I hope you had some fun trying out those straight line designs from last week. They will become some of your favorite go-to’s when you’re deciding how to quilt lots of tops. As you practice you are developing muscle.
No, not that kind of muscle! Muscle memory.
Is muscle memory a thing?
You bet it is! When you practice a new skill over and over, your brain (not really your muscles) learns to perform the task without really thinking. There is a bit of muscle component too, but it’s mostly brain.
How do I get muscle memory?
Some of the best advice I received as a new quilter was to pick a couple of designs and get really good at them. Then you will have a way to quilt any quilt with confidence. By now, I think you know the way to get really good at something. Practice. And practice EVERYDAY. It’s what will develop that all-important muscle memory.
Remember your promise?
But here’s something to think about: you want to develop good muscle memory, not mediocre muscle memory, and certainly not poor muscle memory. By that I mean you want to train your brain and muscles to execute a really excellent version of the design you are learning.
An Olympic track athlete doesn’t train by slowly strolling around the track. They run fast. They train the way they want to perform in the real race. And they pay attention to every nuance of their body and movements. They discover what makes them faster and what slows them down through experimenting with different techniques.
Training with the good stuff
You want to quilt like an Olympian. So you need to learn the design the way you want it to look on your show-stopping quilt!
All you need is a really good example of the design you want to learn. You might find it in a book of quilting designs.
Or on a quilt you see at a show or a sample in a quilt shop. Take a photo. Get a close-up of the quilting design!
If you take a class, often times the teacher will provide handout notes with drawings of designs. Score!
You might find a design you like in a magazine.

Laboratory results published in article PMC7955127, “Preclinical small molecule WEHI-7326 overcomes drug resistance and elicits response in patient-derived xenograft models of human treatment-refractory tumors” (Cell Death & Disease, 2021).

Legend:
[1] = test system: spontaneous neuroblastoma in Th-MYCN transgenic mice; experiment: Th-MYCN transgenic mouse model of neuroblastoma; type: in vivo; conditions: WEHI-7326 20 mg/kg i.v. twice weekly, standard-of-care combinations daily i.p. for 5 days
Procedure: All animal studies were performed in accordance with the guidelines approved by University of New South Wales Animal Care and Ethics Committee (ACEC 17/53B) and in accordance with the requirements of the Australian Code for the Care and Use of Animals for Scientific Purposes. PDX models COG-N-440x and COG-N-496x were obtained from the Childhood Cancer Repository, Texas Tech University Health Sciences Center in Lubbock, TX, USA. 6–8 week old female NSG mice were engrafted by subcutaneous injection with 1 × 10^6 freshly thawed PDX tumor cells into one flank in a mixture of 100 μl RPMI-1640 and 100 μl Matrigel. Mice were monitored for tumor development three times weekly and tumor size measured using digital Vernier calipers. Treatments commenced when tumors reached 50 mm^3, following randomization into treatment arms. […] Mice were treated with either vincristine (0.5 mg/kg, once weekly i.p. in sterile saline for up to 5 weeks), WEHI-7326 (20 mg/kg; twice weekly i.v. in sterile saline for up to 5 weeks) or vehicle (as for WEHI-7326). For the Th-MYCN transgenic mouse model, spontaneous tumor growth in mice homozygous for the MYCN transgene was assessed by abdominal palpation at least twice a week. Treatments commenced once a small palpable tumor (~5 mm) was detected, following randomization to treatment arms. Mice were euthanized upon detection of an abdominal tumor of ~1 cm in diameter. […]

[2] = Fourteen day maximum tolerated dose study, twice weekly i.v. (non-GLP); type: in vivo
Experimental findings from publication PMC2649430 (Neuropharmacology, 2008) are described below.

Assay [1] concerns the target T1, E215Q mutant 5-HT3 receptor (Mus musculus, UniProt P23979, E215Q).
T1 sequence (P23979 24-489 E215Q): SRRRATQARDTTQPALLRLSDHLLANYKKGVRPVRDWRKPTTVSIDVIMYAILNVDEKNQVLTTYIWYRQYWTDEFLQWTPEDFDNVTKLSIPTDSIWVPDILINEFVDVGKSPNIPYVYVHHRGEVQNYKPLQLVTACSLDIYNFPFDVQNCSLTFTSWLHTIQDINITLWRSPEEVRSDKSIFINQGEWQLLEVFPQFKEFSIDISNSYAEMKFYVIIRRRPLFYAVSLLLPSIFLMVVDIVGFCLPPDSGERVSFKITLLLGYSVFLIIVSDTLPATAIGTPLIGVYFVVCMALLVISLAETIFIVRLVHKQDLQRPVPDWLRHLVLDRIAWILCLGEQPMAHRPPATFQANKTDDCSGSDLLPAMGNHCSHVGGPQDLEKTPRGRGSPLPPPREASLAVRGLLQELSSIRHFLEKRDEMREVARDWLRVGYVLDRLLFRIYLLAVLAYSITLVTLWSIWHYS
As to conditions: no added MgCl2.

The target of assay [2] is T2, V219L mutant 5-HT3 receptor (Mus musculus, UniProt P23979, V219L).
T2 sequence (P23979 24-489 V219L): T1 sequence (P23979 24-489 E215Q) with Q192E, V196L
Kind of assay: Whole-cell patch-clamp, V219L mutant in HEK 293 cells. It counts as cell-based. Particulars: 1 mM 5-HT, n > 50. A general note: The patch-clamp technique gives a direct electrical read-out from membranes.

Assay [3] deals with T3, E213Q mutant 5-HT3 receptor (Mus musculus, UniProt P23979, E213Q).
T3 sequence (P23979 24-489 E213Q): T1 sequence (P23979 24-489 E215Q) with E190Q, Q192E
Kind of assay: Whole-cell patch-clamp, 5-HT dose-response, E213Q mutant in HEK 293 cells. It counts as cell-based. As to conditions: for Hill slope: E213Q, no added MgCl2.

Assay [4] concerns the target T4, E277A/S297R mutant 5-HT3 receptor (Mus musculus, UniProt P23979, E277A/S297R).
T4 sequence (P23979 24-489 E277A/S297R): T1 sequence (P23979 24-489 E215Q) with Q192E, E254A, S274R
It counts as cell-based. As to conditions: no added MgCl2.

You’ll need a plastic page protector or piece of clear plastic that you can write on with a dry erase marker. If you are using a design from a book, place the plastic over the design.
Then trace the design with your dry erase marker.
Keep your elbow up off the table to help with the muscle memory development.
Erase and trace again. And again.
Use a small scrap of batting to erase the marker. Paper towel will cause dry erase ink to “flake” off. If those flakes get on your clothing or upholstery it will leave a permanent mark. The batting absorbs the ink with no flaking.
Another method is to make a copy of the design and slip that copy inside your plastic page protector.
Once you feel confident with the path of the design, remove the image and try drawing the design on your own. If you’re happy with the results, move on to your machine and practice fabric to try stitching. If you don’t quite have the hang of it yet, keep tracing.
Notice the details
Just like the Olympian track star, pay attention to the small things. Like how the curves of your design are really very round. Or how the angles come to a sharp point over there. Or how the space between the lines is about 1/2 inch here, but only a 1/4 inch there.
And pick out those basic shapes to make it easy.
You already know how to quilt all of the shapes. You just need practice in putting them together in different ways.
Next week we will explore designs made with curves.
by Mary Beth Krapil
Very helpful post. I like the dry erase tip about using batting…we don’t need those flakes getting on good fabrics or clothes. Thanks Mary Beth!
From long ago Suzuki harp lessons with my daughter . . . Practice makes permanent!